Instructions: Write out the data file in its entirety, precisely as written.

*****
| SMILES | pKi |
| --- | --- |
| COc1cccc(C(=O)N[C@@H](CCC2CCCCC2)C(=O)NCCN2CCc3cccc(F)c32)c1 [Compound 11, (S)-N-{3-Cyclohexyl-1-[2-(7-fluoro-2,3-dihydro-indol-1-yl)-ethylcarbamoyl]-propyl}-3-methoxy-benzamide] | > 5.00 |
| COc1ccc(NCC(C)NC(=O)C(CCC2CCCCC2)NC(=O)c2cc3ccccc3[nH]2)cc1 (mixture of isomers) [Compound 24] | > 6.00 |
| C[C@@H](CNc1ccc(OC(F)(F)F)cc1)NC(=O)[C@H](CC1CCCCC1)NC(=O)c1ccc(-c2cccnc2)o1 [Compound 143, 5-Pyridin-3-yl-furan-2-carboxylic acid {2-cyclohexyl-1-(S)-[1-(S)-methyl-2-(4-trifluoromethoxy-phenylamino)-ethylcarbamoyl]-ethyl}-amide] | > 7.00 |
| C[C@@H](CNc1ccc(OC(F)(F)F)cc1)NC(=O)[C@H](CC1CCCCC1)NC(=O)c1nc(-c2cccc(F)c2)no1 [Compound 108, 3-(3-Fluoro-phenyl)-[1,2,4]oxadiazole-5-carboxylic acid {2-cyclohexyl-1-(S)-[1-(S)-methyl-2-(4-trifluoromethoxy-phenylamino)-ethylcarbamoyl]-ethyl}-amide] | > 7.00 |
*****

| SMILES | pKi |
| --- | --- |
| COc1cccc(C(=O)N[C@@H](CCC2CCCCC2)C(=O)NCCN2CCc3cccc(F)c32)c1 [Compound 11, (S)-N-{3-Cyclohexyl-1-[2-(7-fluoro-2,3-dihydro-indol-1-yl)-ethylcarbamoyl]-propyl}-3-methoxy-benzamide] | > 5.00 |
| COc1ccc(NCC(C)NC(=O)C(CCC2CCCCC2)NC(=O)c2cc3ccccc3[nH]2)cc1 (mixture of isomers) [Compound 24] | > 6.00 |
| C[C@@H](CNc1ccc(OC(F)(F)F)cc1)NC(=O)[C@H](CC1CCCCC1)NC(=O)c1ccc(-c2cccnc2)o1 [Compound 143, 5-Pyridin-3-yl-furan-2-carboxylic acid {2-cyclohexyl-1-(S)-[1-(S)-methyl-2-(4-trifluoromethoxy-phenylamino)-ethylcarbamoyl]-ethyl}-amide] | > 7.00 |
| C[C@@H](CNc1ccc(OC(F)(F)F)cc1)NC(=O)[C@H](CC1CCCCC1)NC(=O)c1nc(-c2cccc(F)c2)no1 [Compound 108, 3-(3-Fluoro-phenyl)-[1,2,4]oxadiazole-5-carboxylic acid {2-cyclohexyl-1-(S)-[1-(S)-methyl-2-(4-trifluoromethoxy-phenylamino)-ethylcarbamoyl]-ethyl}-amide] | > 7.00 |